How do highly electronegative atoms diffuse net charge?

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How do highly electronegative atoms diffuse net charge?

Postby Chem_Mod » Sun Aug 21, 2011 11:59 am

How do highly electronegative atoms in a polyatomic conjugate base (like trichloroacetate) create a "chain effect" that diffuses the net charge and makes it more stable? Is this why a higher oxidation number for the central atom of an oxoacid (e.g. HClO4) makes it a stronger acid when deprotonated?

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Re: How do highly electronegative atoms diffuse net charge?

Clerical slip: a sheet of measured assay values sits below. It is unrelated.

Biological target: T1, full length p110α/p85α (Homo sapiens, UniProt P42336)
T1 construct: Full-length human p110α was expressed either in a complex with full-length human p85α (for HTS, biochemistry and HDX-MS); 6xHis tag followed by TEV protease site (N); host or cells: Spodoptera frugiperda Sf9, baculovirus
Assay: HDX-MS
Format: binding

Postby Chem_Mod » Sun Aug 21, 2011 12:00 pm

If you draw the Lewis structure for the conjugate base of HClO4 which is ClO4-. You will soon see that the anion is greatly stabilized by many resonance structures. Second, remember that O is more electronegative then Cl, so all O=Cl bonds would pull the electron densities away from the "-" charge, stabilizing the anion even more (which is similar to the case of trichloroacetate). That's why HClO4 is such a strong acid.


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